Shanice’s point however, goes much further than discussing Rodgers. When discussing mental health, we have to consider where one’s mental health comes from. When we do so, we are discussing a persons’ genetic makeup, family history and personal life events. To make this clearer, when we see mental disposition and mental health as debatable topics we do not consider the triggers we are risking members of our community.

Poor mental health is very often rooted in personal trauma. For many sufferers like myself, through talking therapies we find that the reason this personal trauma causes us so much distress is the guilt that we feel for it. When you debate the idea that someone who does not have a stable enough mental disposition for your liking or that someone’s mental health makes them a possible danger, you target that feeling of guilt inside us. You target every time we have doubted we are fit for this world and you open up every traumatic memory we have.

Let us not forget that this traumas will vary across intersectional boundaries and touch upon a huge number of memories and experiences. Whilst I understand that it was not the intention of anyone in the group to trigger anyone, I feel it is important that I make my point as clear as possible. I am one example of the many people who may have been adversely affected by that thread and similar conversations.

Through one conversations the guilt and shame I hold about my mental health was targeted. At the same time, my memories and experiences of being the child of an alcoholic, a victim of domestic violence, a victim of sexual abuse, a victim of biphobia, self-harm, suicide attempts, having to leave my family home, having manic episodes and much more all come flooding into my awareness in one huge trigger. These are just a few examples of the makeup of my own poor mental health. With one in four suffering from a mental health problem in their lifetime, debating mental health in this way in our feminist society facebook group alone means that you are risking approximately 198 people from being hit with the trigger of all of their lifetime experiences. This may seem extreme, but I feel it is necessary to recognise how many possible unknown triggers, life experiences and people you are affecting.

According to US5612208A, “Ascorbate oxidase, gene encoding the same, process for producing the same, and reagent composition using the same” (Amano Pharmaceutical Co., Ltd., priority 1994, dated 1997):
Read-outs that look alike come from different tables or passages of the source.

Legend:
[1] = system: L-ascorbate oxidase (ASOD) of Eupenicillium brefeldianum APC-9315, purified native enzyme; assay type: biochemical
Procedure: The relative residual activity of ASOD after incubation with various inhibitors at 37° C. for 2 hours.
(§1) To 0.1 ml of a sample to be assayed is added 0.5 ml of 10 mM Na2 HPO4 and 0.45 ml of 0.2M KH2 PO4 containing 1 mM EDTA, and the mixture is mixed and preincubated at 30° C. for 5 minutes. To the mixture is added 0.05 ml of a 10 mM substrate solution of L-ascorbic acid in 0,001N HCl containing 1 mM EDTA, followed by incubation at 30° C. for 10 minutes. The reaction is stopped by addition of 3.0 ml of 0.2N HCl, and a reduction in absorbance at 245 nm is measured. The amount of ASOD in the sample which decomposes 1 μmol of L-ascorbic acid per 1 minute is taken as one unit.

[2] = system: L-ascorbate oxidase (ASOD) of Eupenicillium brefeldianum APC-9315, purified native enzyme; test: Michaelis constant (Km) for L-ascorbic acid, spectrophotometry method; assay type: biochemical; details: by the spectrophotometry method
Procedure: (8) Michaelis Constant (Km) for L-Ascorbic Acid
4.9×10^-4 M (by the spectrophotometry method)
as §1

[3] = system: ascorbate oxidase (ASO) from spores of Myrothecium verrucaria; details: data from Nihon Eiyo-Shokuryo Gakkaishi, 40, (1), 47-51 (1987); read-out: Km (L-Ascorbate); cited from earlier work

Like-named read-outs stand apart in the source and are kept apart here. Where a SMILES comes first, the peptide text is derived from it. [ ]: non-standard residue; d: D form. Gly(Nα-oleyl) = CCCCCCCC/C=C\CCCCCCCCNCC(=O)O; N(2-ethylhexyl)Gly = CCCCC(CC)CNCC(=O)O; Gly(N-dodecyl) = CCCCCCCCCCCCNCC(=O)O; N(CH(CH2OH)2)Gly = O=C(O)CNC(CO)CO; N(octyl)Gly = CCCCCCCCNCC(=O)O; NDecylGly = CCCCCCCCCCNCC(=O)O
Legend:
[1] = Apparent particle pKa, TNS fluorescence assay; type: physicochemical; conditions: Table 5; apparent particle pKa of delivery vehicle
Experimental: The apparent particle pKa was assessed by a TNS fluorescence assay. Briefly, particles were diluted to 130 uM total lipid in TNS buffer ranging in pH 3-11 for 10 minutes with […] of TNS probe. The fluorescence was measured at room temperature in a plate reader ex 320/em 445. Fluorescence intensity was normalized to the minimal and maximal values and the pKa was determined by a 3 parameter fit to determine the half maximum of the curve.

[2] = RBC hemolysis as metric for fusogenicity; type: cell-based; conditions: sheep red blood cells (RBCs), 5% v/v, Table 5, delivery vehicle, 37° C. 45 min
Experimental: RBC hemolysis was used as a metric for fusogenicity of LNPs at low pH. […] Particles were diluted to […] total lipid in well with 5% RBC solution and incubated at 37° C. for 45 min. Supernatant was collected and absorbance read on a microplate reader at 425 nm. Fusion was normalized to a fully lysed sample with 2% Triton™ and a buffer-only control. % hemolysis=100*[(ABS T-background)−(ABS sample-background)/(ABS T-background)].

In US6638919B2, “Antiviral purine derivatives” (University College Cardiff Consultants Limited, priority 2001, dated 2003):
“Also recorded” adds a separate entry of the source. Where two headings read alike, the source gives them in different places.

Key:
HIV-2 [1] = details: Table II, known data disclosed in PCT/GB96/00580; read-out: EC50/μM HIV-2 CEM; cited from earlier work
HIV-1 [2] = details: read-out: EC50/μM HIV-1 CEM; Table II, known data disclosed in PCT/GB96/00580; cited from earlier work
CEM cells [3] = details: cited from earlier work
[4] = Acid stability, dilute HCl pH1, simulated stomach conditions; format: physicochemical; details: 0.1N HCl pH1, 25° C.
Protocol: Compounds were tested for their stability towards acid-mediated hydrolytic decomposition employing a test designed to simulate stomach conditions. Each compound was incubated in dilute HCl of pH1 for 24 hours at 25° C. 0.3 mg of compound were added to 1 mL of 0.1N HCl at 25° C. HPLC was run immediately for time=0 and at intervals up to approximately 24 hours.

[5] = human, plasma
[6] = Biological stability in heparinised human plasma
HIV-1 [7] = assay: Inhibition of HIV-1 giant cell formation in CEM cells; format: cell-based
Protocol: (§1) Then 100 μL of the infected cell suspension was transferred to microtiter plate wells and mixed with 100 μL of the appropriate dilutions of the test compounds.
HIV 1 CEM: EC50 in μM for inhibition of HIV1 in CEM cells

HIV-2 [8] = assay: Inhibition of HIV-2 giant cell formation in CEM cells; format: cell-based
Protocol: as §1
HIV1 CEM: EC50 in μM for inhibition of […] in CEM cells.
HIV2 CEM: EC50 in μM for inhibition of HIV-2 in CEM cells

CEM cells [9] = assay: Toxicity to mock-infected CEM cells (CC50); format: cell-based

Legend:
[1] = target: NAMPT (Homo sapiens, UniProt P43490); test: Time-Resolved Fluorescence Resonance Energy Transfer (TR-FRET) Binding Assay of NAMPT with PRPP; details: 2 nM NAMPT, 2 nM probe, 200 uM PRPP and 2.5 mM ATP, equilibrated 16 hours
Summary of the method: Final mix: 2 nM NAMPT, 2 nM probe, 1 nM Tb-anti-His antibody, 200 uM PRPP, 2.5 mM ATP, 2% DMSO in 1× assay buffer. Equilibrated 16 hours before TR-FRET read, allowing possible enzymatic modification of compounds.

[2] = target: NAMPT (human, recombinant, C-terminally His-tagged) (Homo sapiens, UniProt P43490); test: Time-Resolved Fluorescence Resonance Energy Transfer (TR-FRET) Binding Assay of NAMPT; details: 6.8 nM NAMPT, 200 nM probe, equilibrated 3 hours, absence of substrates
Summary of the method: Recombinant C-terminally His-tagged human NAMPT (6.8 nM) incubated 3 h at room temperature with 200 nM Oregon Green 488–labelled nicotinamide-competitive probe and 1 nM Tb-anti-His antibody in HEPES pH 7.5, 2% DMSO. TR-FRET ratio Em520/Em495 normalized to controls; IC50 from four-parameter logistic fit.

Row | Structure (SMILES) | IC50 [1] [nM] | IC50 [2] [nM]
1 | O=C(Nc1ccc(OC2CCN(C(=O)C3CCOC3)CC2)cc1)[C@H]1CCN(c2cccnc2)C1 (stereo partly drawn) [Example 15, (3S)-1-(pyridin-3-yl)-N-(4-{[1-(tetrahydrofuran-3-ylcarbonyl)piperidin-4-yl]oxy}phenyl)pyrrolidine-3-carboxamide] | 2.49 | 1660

It is not acceptable to simply state that you know ‘they’re not all the same’ and to say that you’re not calling us all dangerous or violent. Intersectional feminism means that you recognise my trauma and the trauma of every survivor of mental health problems in our community and beyond. It means that you think before you speak, do your research and heavily consider who you may be affecting with what you say.

It means that when someone clearly states that they have been triggered by your actions, you do not dismiss their statement. It means that you recognise the power you have as an able person to continue the stigma that people with mental health problems have. It means that you understand that generalisations should not be made, that life and identity itself are complex and in depth. That each individual has their own view point, made up from a wide-range of experiences and that no person, whoever they are is the same as one person who’s wrong-doing has caught the media’s attention.

In my time in the KCL’s iFeminist Society I have seen many people make poorly judged comments. No one person is perfect and we all have the ability to make mistakes, I have definitely done it myself. I feel that the difference here is that the conversation became a series of similar comments and generalisations and that my rather upset ‘trigger warning’ statement was almost completely ignored. I would like to recognise and thank those who did apologise to me with the intention of rectifying their mistakes and those who sent me messages of support to ensure I was ok. I know that this is the usual behaviour I can trust to expect from our otherwise strong society. Which is why I recognise that the attitude towards my comments and the comments coming from others seemed to be one of naivety. It is sadly all too common for certain sections of intersectionality to be so poorly understood but it is important that as a group we recognise when these mistakes happen and learn how to move forward respectfully.